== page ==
What you need to know about OAPI
On September 13th 1962, twelve (12) Heads of State and Government of Africa signed the agreement establishing the African and Malagasy Office of Industrial Property (OAMPI) in Libreville, Gabon. This Agreement was revised in Bangui (Central African Republic) on March 2nd 1977 to give birth to the African Intellectual Property Organization (OAPI).
On February 24th 1999, the Bangui Agreement was in turn revised. The new version aims at:
– Making its provisions compatible with the requirements of international treaties on intellectual property to which member states are party. A case in point is the Agreement on Trade-Related Aspects of Intellectual Property Rights (TRIPS Agreement) constituting Annex 1c of the Agreement establishing the World Trade Organization (WTO);
– Simplifying the procedures for issuing intellectual property rights;
– Broadening the missions of OAPI which, beyond its traditional missions, to promote the development of member states, through inter alia, the effective protection of intellectual property and related rights and provide training on intellectual property;
– Extending protection to new subject matter (plant varieties, layout designs of integrated circuits).
The new Agreement entered into force on February 28th 2002. It strengthens creativity and protection of intellectual property rights to secure investments, facilitate technology transfer and thus contribute to the economic growth of member states. On December 14, 2015, the Bangui Agreement underwent another revision. The Bamako Act of December 14th 2015 completely changed the procedural framework for the registration of intellectual creations at OAPI. This new law integrates co-ownership of industrial property rights, publication of applications for registration of industrial property titles, oppositions after publication of applications for registration, judicial and administrative property claims … etc.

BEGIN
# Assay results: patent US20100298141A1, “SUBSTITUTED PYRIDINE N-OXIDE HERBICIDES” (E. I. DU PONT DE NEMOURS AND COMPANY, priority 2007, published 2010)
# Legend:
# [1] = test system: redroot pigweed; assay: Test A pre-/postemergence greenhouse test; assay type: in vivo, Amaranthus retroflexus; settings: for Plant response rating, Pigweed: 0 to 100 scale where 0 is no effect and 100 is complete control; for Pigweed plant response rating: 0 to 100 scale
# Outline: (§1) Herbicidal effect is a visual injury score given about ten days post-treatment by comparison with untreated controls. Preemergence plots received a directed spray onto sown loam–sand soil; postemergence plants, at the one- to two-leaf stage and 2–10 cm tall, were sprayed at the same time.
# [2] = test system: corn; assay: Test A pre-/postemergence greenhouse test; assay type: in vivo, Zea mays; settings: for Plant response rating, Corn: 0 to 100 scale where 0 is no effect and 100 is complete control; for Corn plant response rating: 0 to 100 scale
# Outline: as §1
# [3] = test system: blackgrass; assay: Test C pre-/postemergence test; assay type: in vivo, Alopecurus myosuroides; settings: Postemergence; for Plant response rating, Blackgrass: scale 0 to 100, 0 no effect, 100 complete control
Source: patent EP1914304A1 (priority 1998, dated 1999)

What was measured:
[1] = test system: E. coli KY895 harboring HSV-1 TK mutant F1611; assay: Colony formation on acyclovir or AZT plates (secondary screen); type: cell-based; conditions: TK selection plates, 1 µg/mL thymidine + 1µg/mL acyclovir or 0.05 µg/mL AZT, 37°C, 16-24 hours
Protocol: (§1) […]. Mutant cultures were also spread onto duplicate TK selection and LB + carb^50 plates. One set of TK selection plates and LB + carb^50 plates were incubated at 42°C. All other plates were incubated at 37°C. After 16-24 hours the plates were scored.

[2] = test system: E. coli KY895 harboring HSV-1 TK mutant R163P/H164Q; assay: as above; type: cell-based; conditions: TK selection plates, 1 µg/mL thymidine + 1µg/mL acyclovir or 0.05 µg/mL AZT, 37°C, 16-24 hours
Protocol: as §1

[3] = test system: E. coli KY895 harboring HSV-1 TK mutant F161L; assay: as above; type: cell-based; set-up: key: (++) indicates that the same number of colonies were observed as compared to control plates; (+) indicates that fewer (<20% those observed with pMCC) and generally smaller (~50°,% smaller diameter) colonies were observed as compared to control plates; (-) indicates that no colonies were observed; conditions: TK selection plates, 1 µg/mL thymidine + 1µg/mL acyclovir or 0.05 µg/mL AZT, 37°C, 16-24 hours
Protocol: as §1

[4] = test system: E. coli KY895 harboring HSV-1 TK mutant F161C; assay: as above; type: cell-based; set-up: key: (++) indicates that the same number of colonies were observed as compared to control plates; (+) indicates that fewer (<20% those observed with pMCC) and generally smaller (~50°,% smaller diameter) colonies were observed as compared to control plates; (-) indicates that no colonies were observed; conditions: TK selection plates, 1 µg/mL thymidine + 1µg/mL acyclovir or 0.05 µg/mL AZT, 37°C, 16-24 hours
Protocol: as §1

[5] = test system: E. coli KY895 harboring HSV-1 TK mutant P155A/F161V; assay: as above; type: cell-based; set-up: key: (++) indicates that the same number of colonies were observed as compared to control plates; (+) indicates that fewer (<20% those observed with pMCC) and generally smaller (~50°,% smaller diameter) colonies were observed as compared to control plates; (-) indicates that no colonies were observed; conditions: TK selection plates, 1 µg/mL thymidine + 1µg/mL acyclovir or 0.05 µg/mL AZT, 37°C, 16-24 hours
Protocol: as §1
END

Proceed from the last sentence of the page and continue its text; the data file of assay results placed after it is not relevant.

Objectives and tasks
In the field of industrial property, OAPI’s mission is, among others, to implement common administrative procedures arising from the uniform system of protection of industrial property as well as from the stipulations of the international conventions in this field to which the member States or OAPI have adhered and to render services related to industrial property.
In the field of literary and artistic property, the Organization is responsible for contributing to the promotion of protection, encouraging the creation of national authors’ organizations, etc.
More, OAPI contributes to the achievement of the objectives of industrial development policies of the Member States. This is done through the following specific objectives:
– To ensure the protection and publication of industrial property titles;
– To encourage creativity and technology transfer through the use of industrial property systems;
– To make the legal space attractive to private investment by creating favorable conditions for the effective application of the principles of intellectual property;
– To implement effective training programs and improve OAPI’s capacity to offer quality services;
– To create favorable conditions for the valorization of research results and the exploitation of technological innovations by national enterprises.
Specificities of the system
The OAPI system is completely original in its conception. It illustrates the accuracy and relevance of the strategic choices made by the Heads of State who signed the Agreement that established it. Some of these characteristics are:
– OAPI, whose headquarters is in Yaoundé (Cameroon), is the industrial property office common to all member states. To this end, in the space of its seventeen (17) member states, it implements and applies a uniform law, namely the Bangui Agreement and its annexes;
– The Organization centralizes all the procedures for the issuance of industrial property titles such as patents, utility models, trademarks, industrial designs, geographical indications and new plant varieties, these titles are valid in all the member countries;
– Any filing (application for registration) made to the Administration of one of the member states or the Organization is considered as a national filing in each member state;
– There are no national systems of protection that coexist with the regional system;
– Sanctions for infringement of intellectual property rights are the responsibility of the courts of each Member State;
– Final judicial decisions on the validity of industrial property titles in one of the member states are operative in all other states, except those based on public order and morality.
List of OAPI Member States
Benin, Burkina Faso, Cameroon, Central African Republic, Chad, Comoros, Congo, Côte d’Ivoire, Equatorial Guinea, Gabon, Guinea, Guinea Bissau, Mali, Mauritania, Niger, Senegal, Togo.
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